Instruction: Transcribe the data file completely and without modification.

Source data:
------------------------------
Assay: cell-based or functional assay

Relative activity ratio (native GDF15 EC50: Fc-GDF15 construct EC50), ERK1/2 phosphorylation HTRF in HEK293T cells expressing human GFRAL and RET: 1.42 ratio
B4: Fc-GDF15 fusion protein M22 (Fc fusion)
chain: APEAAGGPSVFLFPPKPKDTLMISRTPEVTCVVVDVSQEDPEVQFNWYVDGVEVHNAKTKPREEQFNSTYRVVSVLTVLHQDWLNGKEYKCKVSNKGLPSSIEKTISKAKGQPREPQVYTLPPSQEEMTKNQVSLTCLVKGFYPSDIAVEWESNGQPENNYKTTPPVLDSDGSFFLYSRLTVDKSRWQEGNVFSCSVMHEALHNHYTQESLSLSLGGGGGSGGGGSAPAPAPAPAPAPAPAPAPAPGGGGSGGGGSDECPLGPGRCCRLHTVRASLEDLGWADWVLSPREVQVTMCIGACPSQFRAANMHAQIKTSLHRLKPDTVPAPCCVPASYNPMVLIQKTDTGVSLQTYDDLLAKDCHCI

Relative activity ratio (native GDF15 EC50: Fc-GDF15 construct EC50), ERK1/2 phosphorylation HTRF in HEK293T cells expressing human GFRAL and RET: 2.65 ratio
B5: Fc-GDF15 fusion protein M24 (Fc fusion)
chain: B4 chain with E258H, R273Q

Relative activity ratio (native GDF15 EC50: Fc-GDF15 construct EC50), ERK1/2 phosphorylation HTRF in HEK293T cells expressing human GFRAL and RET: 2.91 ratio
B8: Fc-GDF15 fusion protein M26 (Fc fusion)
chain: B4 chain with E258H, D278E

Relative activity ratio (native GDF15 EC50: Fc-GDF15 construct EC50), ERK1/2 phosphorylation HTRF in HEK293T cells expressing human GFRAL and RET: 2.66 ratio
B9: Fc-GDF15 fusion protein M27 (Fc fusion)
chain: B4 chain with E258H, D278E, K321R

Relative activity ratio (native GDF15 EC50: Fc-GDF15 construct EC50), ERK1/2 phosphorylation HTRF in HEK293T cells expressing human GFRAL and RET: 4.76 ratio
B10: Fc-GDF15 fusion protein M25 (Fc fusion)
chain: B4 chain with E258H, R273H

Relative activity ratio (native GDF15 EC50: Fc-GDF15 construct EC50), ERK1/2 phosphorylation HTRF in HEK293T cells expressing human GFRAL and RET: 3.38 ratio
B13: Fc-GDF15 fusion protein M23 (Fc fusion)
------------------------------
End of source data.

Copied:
Assay: cell-based or functional assay

Relative activity ratio (native GDF15 EC50: Fc-GDF15 construct EC50), ERK1/2 phosphorylation HTRF in HEK293T cells expressing human GFRAL and RET: 1.42 ratio
B4: Fc-GDF15 fusion protein M22 (Fc fusion)
chain: APEAAGGPSVFLFPPKPKDTLMISRTPEVTCVVVDVSQEDPEVQFNWYVDGVEVHNAKTKPREEQFNSTYRVVSVLTVLHQDWLNGKEYKCKVSNKGLPSSIEKTISKAKGQPREPQVYTLPPSQEEMTKNQVSLTCLVKGFYPSDIAVEWESNGQPENNYKTTPPVLDSDGSFFLYSRLTVDKSRWQEGNVFSCSVMHEALHNHYTQESLSLSLGGGGGSGGGGSAPAPAPAPAPAPAPAPAPAPGGGGSGGGGSDECPLGPGRCCRLHTVRASLEDLGWADWVLSPREVQVTMCIGACPSQFRAANMHAQIKTSLHRLKPDTVPAPCCVPASYNPMVLIQKTDTGVSLQTYDDLLAKDCHCI

Relative activity ratio (native GDF15 EC50: Fc-GDF15 construct EC50), ERK1/2 phosphorylation HTRF in HEK293T cells expressing human GFRAL and RET: 2.65 ratio
B5: Fc-GDF15 fusion protein M24 (Fc fusion)
chain: B4 chain with E258H, R273Q

Relative activity ratio (native GDF15 EC50: Fc-GDF15 construct EC50), ERK1/2 phosphorylation HTRF in HEK293T cells expressing human GFRAL and RET: 2.91 ratio
B8: Fc-GDF15 fusion protein M26 (Fc fusion)
chain: B4 chain with E258H, D278E

Relative activity ratio (native GDF15 EC50: Fc-GDF15 construct EC50), ERK1/2 phosphorylation HTRF in HEK293T cells expressing human GFRAL and RET: 2.66 ratio
B9: Fc-GDF15 fusion protein M27 (Fc fusion)
chain: B4 chain with E258H, D278E, K321R

Relative activity ratio (native GDF15 EC50: Fc-GDF15 construct EC50), ERK1/2 phosphorylation HTRF in HEK293T cells expressing human GFRAL and RET: 4.76 ratio
B10: Fc-GDF15 fusion protein M25 (Fc fusion)
chain: B4 chain with E258H, R273H

Relative activity ratio (native GDF15 EC50: Fc-GDF15 construct EC50), ERK1/2 phosphorylation HTRF in HEK293T cells expressing human GFRAL and RET: 3.38 ratio
B13: Fc-GDF15 fusion protein M23 (Fc fusion)